The Future of Sheet Metal Forming Simulation Software

It is remarkable to look back and see how far sheet metal forming simulation software has developed. Reflecting from personal experiences, I started with LS­DYNA based software around the year 2000, which required many, many hours of meshing, mesh repair, and manual inputs of tooling travel curves (amongst many other tedious inputs) before a simulation could be sent for “Solving”.

Furthermore, the earliest sheet metal forming simulation software was basically three different software packages linked together and not at all streamlined for ease of use. We used to deal with “pre­processing” (ie: meshing of tool geometries, and all other inputs), then “solving” (the actual number crunching by the CPU), and finally “post­processing” (viewing the result).

The Development of AutoForm Software

In the early 2000s, I came across AutoForm software. This software had an entirely different approach and method for accurately solving sheet metal forming simulation problems. The most notable of which was the complete automation of the tool geometry meshing phase — an incredibly robust mesh/solver combination that requires basically no further “adjustments” from the user.

The ideas of “pre”, “solver”, and “post” were also turned on their heads with a  single common GUI being the AutoForm trademark and a market leading advancement. Automated trim development and iterative spring back compensation were also amazing and significant software developments by AutoForm.

There are numerous other functions that I could continue to list. It leaves me wondering, what will sheet metal forming simulation software allow us to do next?

Sneak Peeks at New Sheet Metal Forming Simulation Software

There are already some hints of what the next major AutoForm advancement may be. Although I am only speculating based on my own knowledge and use of the latest R6.1 AutoForm software, it seems there are some exciting possibilities for the future.

Perhaps the most useful or practical future function may be the ability to export tooling surfaces with clearances already added in the 3D math data. How might this be possible?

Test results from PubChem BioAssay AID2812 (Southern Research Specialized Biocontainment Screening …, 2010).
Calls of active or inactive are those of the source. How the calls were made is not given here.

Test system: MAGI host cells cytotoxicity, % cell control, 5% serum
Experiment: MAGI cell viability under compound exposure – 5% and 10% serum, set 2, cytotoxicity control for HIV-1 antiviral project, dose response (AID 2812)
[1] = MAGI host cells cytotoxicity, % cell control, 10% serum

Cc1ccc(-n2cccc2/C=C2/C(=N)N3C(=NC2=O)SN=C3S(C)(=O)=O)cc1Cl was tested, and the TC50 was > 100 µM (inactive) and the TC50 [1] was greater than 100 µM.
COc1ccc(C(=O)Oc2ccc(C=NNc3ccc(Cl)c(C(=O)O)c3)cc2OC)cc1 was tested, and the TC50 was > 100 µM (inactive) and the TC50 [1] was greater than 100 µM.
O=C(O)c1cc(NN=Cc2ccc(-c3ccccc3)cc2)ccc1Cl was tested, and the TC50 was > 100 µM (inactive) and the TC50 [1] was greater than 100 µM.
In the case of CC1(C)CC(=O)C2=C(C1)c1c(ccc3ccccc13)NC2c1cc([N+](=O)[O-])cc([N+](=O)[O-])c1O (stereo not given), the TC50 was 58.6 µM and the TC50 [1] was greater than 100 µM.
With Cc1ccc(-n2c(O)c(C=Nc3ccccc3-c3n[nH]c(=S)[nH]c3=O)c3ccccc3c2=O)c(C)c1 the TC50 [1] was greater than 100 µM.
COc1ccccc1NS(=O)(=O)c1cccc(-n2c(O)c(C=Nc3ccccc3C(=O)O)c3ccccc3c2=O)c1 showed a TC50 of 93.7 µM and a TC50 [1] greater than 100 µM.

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With recent releases of AutoForm, the ability to view THICKNESS of the actual sheet metal, including any increase/decrease in metal thickness, became possible. Although the 3D dimensional view illustrates a 3D color map of thickness distribution after the metal forming process, it’s more useful to see the actual sheet thickness in a cross section.

This allows the tooling engineer to clearly see where thickness increase may interfere with tooling OR where a reduction in sheet thickness may result in lost contact with the tooling surfaces.

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Typically, a tooling engineer and their tool makers must manually allow for this by “spotting in” the tools during a physical tool tryout. The sheet metal blank may be “blued” to allow a clear indication of where the tool is hitting “hard”. This can subsequently relieved by a toolmaker, to ensure metal can flow unrestricted or as desired between the upper and lower tooling. This becomes most critical in a draw process.

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AutoForm sheet metal forming simulation software is hinting (but certainly not confirmed) that this could become an automated process sometime in the future. Imagine if you could export all your 3D tooling surfaces from the simulation with correct relief/clearances in all the right places, with no further adjustments required during tryouts in the press.

That’s what the future holds.

 

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